The Legislature of 1878 passed an appropriation for a water supply for the State house. The Regents of the University of Wisconsin had constructed a supply for the university buildings in 1876 and 1877, of which the State now took advantage by enlarging the works and placing a duplicate pump of large capacity to assist the one already in place. The water was obtained from Lake Mendota, through a pipe extending down 300 feet into the lake, where the water is deep and pure. From here it is elevated to a large iron supply tank in the dome of university hall; thence, by means of a system of pipes, it is distributed to the various buildings and hydrants upon the university grounds. Proper connections being made, a ten-inch pipe was laid along State street to the State house. At the several depressions and elevations along the line the pipe was tapped for blow-offs of mud and air, and the same terminated in fire hydrants. In the capitol there is a stand-pipe extending ten feet above the roof, which gives sufficient pressure for fire streams. The line is nearly one mile long and is susceptible of extension at any time that necessity calls for it. Provisions were made for branch pipes at important points.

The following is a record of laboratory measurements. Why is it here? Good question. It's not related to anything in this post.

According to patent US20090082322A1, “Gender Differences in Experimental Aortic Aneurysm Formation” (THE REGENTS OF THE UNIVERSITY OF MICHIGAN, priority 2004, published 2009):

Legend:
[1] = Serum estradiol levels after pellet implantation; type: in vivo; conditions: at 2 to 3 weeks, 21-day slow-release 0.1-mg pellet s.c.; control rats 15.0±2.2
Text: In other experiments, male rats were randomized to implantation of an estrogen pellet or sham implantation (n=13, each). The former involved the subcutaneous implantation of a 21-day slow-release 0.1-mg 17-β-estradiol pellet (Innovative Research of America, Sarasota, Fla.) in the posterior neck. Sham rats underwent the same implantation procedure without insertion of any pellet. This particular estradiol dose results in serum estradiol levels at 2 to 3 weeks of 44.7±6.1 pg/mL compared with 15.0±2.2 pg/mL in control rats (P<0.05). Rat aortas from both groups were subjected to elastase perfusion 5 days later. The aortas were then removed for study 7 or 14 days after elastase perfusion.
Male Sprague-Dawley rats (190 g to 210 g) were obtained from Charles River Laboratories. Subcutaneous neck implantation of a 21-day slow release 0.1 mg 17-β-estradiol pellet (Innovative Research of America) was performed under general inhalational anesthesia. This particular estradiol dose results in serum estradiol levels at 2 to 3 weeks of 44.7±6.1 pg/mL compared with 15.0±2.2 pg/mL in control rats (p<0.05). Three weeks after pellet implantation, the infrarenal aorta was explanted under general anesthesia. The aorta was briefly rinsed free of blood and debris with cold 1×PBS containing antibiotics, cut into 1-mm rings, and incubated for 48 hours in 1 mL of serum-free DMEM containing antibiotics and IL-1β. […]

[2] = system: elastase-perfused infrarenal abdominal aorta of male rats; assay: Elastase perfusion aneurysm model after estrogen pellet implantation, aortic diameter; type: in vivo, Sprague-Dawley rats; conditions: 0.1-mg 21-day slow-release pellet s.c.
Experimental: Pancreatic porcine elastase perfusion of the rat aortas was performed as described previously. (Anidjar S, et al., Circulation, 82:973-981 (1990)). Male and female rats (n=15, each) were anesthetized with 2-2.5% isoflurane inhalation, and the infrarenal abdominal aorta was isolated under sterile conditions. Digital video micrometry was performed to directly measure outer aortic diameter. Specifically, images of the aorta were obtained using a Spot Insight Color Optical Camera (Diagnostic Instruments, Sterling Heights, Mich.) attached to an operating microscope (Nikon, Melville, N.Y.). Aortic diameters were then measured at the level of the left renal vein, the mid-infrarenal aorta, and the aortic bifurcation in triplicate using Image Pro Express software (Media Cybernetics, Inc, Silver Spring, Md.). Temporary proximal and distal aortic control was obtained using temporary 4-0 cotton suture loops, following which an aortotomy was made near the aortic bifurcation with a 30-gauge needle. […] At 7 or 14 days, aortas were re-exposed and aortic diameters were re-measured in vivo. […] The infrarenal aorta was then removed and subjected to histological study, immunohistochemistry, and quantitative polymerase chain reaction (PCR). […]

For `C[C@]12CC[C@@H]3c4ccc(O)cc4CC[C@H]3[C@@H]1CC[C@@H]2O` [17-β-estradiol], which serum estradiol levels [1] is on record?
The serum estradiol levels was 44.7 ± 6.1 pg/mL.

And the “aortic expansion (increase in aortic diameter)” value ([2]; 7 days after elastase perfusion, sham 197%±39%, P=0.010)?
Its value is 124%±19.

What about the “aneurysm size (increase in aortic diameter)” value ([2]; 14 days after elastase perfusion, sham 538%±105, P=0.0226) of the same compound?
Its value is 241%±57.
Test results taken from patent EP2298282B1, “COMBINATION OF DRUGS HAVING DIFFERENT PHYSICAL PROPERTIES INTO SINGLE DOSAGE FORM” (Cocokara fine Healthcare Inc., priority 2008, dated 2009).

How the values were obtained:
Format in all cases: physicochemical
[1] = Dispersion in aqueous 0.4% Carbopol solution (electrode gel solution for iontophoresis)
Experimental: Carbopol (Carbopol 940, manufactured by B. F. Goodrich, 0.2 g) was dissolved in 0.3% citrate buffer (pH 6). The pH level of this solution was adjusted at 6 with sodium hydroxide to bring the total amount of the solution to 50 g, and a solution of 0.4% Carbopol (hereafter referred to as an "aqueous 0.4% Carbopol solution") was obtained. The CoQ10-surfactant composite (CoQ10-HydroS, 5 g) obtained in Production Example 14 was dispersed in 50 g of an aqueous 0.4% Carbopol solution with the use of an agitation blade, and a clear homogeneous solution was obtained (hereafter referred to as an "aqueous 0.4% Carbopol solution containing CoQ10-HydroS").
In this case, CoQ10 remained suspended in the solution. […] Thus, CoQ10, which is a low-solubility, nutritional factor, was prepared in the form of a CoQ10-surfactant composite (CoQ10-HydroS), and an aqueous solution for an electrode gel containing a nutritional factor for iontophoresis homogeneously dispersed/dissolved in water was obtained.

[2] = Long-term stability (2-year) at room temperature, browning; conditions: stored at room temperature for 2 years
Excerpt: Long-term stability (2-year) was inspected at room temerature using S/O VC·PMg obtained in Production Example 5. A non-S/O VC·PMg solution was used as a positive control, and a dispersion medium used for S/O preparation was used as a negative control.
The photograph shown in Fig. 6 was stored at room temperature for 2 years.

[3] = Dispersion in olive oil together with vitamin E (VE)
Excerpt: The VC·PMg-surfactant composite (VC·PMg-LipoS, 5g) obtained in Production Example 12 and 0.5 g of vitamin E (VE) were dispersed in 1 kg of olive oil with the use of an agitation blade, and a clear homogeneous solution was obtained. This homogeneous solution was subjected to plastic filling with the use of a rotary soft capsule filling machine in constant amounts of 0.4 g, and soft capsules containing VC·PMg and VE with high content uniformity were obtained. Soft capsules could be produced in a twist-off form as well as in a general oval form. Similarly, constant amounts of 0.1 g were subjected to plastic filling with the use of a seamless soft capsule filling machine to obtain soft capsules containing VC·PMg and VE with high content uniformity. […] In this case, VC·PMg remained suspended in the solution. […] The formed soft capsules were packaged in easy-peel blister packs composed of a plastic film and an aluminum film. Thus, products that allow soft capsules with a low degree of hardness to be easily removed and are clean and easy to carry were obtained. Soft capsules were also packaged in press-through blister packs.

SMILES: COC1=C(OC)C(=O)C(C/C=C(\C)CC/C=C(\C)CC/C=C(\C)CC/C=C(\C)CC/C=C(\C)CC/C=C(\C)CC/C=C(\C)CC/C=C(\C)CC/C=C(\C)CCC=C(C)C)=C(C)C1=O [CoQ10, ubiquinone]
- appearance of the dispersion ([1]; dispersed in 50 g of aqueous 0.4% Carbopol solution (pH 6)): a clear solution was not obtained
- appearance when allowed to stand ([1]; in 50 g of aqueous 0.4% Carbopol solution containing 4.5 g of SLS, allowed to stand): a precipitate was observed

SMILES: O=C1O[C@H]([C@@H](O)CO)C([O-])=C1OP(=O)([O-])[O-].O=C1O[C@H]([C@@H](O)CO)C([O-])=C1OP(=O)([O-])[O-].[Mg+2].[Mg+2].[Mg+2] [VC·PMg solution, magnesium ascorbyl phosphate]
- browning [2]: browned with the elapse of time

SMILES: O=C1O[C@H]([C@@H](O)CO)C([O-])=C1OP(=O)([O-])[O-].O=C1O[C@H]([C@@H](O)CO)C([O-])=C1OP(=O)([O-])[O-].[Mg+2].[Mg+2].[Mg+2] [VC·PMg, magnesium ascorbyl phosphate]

The State house is provided with a very complete system of fire protection from basement to attic. The latter can be deluged by spray at a moment's notice by the tank pressure from the university, so as to extinguish any fire that may there originate. The water is soft, and there has been no complaint from scaling of the heating-boilers since its use began. A number of hydrants about the capitol and park are abundantly provided with water; also the Centennial fountain, which was erected in 1878, and throws off its cooling spray during the sultry season of the year. The city has no water works. Most of the private business houses are abundantly supplied from wells of very pure water.
Madison May Secure Water Works," Wisconsin State Journal,
May 7, 1881, Page 4.
What a Milwaukee Firm offers to do for the City.
Works," Wisconsin State Journal, May 11, 1881, Page 4.
A public meeting has been called.
News, 8:199 (May 14, 1881)
Madison, Wis., May 6.- A well-attended meeting of prominent citizens was held here last evening to take into consideration the establishment of water-works in the city. To-day the committee appointed to decide on the matter reported in its favor, and the works will be established during the coming summer.
Water Question," Wisconsin State Journal, May 14, 1881, Page
Discussed by Several of our Leading Citizens at a Meeting at the Court House Last Night.
1881 "A Water war at Madison," Green Bay Advocate, May 19, 1881, Page 2.
News, 8:209 (May 21, 1881)